Updates, Updates, Updates!
It took Google four months to reduce their search quality raters guidelines from 160 page in November 2015, to 146 by March 28th.
The major changes have been outlined by SEMPost’s Jennifer Slegg:
- Less emphasis on supplementary content, as previous versions stressed the importance of the impact the supplementary content created
- Local is more important. It has also been renamed “Visit-in-person”. Thank goodness it has been renamed! I’ve spent one too many times looking for a nearby restaurant just for my SER to be filled with restaurants more than a comfortable drive away.
- QUALITY OVER QUANTITY! Like all things in life, Google wants you to know the value of searching for quality than shoving a whole lot of nothing at you. That’s why E-A-T, or Expertise, Authoritativeness, and Trustworthiness, is valued higher more than ever in SEO.
Shopping with Adwords made easier
It seems like only yesterday (was it?) that Google announced all those beautiful updates to the Google Suite that left some SEO managers quivering, while other wiped away tears of joy.
The Products tab in Adwords has been filled with wonderful additions for more ease to collect, analyse, and adapt. Now, managers can find columns named “Product status” and “Effective Max CPC”. Adding this function provides you the ability to see if your product is ready to be served, disapproved, excluded, or out of stock. No need to go into the Merchant Centre as the percentages and totals for products are already there in the column! Being more effective, the CPC column allows you to make bid adjustments directly from the on individual products within the product groups.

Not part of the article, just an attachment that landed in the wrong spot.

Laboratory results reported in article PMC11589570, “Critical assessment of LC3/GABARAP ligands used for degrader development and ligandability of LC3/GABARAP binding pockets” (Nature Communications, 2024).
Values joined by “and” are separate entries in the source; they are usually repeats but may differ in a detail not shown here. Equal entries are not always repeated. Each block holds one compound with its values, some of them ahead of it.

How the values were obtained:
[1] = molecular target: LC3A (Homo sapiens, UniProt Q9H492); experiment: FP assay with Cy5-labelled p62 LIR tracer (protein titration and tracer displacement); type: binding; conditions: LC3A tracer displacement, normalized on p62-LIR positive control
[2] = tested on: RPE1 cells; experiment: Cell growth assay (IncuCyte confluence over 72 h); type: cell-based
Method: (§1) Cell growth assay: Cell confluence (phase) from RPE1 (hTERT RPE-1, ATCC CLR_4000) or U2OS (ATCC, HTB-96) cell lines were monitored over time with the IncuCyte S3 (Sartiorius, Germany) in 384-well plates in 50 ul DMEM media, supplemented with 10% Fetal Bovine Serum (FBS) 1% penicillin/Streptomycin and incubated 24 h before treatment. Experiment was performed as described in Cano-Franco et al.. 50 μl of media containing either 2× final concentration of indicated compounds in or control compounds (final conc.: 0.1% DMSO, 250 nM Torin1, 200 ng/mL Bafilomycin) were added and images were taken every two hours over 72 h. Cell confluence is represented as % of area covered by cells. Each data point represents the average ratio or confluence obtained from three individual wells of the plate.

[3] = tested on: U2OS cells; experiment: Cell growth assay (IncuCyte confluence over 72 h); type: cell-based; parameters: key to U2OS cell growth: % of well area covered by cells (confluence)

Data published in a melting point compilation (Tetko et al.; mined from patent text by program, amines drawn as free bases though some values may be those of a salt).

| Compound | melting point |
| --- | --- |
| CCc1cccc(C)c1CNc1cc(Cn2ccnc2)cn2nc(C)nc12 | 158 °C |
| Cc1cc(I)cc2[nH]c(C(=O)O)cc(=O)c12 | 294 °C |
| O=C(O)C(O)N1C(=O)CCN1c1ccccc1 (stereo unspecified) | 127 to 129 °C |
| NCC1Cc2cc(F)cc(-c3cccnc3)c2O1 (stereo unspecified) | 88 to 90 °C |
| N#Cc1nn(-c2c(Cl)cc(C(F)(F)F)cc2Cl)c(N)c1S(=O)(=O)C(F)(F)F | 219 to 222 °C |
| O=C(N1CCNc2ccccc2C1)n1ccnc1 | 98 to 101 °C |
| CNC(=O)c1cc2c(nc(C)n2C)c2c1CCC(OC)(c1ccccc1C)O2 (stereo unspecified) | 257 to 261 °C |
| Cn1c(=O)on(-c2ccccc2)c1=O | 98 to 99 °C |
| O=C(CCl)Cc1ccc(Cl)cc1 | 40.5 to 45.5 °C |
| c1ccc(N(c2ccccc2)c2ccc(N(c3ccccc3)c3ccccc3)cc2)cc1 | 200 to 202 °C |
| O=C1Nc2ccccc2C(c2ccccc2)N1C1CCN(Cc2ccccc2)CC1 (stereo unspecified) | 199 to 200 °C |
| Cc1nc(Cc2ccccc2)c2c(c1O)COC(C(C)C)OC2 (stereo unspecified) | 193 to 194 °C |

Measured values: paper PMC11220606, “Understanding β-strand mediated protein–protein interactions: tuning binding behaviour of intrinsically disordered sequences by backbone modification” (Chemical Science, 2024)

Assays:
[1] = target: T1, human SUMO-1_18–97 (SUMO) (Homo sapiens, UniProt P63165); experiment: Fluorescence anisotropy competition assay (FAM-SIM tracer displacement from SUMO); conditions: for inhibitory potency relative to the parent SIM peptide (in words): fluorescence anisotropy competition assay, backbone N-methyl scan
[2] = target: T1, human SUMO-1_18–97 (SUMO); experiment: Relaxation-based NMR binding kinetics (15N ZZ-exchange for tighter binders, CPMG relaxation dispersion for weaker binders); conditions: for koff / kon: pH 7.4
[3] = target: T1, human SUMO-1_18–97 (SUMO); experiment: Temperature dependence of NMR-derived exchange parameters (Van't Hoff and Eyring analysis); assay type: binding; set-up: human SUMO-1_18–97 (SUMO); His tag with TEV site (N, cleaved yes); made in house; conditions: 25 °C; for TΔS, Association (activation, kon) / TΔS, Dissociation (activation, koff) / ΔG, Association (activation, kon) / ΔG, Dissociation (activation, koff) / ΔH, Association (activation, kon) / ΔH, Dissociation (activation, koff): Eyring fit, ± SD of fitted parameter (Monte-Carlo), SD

Where’s your app?
Searchmetrics has announced it’s own updates to its SEO and Content Marketing Analytics Services that can either be a good or bad thing for your business if you have an app that is sold on Google or Apple.
It’s the first company known to provide this service, and it’s currently being rolled out in the US after a success in the UK. You see, using their service you’ll be able to view where your app but also your competitors appear in Google App Packs AND also where they appear in mobile search results.
To bring you up to speed, “A Google App Pack is a group of up to six suggested apps that might be returned in a Google mobile search, appearing as colourful tiles with app names, icons, prices and ratings. They link to the app download pages in the Google or Apple app stores. Searchmetrics reports that about 10 percent of Google mobile searches return an App Pack.”
But thats not all! They also allow you to see where your paid app ads rank compared to your competitors, and released their Visibility Guard which “sends email or chat alerts about problems affecting ranking that a search engine crawl might encounter”.
Written by Bernice Abuan